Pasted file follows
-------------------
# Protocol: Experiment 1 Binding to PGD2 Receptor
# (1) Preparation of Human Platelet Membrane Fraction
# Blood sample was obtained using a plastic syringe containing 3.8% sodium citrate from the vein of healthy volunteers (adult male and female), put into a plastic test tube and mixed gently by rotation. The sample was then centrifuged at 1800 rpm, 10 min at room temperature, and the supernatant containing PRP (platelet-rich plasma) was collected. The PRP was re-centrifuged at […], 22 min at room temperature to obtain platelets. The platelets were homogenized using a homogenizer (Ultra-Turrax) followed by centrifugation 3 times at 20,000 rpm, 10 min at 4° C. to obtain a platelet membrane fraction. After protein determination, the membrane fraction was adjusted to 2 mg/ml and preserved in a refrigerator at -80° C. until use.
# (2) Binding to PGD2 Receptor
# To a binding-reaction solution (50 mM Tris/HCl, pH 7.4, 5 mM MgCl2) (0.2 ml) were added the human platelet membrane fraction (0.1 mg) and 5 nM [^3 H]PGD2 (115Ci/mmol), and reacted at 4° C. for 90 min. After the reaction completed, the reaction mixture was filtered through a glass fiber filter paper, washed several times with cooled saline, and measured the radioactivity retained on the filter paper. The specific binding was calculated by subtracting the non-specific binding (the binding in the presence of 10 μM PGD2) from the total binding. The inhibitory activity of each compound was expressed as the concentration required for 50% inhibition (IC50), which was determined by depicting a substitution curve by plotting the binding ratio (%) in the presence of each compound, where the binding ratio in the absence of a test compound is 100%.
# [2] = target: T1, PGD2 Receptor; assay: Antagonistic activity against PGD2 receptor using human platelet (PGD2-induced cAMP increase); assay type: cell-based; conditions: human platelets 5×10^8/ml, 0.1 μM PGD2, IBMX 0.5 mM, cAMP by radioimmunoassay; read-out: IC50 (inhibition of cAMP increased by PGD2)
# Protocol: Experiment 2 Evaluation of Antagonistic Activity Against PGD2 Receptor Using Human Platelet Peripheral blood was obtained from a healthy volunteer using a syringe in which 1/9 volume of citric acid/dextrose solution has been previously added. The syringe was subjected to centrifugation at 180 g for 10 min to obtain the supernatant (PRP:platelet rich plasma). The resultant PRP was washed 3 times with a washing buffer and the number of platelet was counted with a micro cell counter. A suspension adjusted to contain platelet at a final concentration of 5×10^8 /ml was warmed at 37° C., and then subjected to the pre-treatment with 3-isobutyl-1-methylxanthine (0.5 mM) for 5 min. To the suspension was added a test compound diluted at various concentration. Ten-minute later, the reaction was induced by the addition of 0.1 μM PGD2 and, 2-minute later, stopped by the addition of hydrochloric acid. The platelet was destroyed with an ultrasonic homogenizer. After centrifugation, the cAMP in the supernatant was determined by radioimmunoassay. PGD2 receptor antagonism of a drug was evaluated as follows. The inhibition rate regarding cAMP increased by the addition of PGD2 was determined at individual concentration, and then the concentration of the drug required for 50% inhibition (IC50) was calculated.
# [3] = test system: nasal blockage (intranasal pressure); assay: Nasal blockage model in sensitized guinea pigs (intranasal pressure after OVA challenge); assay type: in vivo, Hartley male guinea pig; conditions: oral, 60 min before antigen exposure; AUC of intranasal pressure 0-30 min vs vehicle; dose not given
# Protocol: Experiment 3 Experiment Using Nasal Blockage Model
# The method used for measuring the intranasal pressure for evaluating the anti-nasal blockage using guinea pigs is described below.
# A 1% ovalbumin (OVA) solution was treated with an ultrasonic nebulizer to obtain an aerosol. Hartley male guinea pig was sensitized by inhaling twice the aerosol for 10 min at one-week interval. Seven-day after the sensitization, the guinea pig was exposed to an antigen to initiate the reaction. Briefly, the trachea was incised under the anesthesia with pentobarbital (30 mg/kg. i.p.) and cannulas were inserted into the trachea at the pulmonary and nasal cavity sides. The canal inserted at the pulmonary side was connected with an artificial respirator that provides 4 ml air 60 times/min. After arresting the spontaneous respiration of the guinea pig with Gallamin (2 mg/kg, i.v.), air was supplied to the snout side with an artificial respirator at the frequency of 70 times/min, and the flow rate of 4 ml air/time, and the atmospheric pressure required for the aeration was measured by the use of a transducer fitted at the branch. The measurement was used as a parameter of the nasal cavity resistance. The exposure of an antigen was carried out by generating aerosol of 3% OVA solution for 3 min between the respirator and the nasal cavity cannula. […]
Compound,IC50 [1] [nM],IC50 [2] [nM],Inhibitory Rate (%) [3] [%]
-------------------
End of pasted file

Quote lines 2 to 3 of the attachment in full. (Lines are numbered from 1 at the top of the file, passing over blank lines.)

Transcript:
# (1) Preparation of Human Platelet Membrane Fraction
# Blood sample was obtained using a plastic syringe containing 3.8% sodium citrate from the vein of healthy volunteers (adult male and female), put into a plastic test tube and mixed gently by rotation. The sample was then centrifuged at 1800 rpm, 10 min at room temperature, and the supernatant containing PRP (platelet-rich plasma) was collected. The PRP was re-centrifuged at […], 22 min at room temperature to obtain platelets. The platelets were homogenized using a homogenizer (Ultra-Turrax) followed by centrifugation 3 times at 20,000 rpm, 10 min at 4° C. to obtain a platelet membrane fraction. After protein determination, the membrane fraction was adjusted to 2 mg/ml and preserved in a refrigerator at -80° C. until use.